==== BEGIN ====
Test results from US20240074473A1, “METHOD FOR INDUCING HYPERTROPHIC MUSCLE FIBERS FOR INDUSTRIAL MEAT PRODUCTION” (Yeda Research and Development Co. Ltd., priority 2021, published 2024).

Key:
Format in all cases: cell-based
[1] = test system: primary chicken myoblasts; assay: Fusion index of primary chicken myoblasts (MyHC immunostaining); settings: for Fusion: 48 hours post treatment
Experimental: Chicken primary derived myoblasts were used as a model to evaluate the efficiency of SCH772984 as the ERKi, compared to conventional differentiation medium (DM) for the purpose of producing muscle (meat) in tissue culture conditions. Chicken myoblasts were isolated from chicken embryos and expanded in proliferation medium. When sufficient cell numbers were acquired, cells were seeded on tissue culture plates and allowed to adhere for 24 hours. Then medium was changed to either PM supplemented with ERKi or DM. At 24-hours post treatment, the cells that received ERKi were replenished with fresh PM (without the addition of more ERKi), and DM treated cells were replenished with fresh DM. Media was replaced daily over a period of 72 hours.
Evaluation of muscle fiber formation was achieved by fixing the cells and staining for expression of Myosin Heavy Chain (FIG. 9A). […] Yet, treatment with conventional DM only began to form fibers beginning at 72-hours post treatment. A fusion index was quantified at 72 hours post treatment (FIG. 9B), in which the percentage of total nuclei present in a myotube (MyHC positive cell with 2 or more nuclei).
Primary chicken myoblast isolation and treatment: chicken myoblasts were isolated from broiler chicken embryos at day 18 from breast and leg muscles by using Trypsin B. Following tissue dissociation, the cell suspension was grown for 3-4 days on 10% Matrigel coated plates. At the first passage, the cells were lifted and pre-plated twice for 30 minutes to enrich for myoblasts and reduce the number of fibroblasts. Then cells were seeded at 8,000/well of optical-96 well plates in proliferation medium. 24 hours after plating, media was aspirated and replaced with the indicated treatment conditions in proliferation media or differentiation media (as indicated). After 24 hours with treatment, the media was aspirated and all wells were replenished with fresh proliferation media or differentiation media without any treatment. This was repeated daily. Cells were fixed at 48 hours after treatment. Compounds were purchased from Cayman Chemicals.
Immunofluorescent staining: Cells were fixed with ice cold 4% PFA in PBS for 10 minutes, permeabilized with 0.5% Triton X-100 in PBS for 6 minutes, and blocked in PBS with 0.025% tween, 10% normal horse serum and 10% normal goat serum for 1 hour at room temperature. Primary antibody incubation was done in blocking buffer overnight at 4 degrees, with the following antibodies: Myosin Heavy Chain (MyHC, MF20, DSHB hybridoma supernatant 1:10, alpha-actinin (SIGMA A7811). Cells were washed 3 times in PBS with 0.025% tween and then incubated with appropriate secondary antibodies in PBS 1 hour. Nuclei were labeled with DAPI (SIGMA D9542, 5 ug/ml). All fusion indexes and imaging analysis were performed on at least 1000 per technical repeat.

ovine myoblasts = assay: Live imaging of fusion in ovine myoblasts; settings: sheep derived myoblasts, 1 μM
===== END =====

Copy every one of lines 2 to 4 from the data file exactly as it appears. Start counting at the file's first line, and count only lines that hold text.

Key:
Format in all cases: cell-based
[1] = test system: primary chicken myoblasts; assay: Fusion index of primary chicken myoblasts (MyHC immunostaining); settings: for Fusion: 48 hours post treatment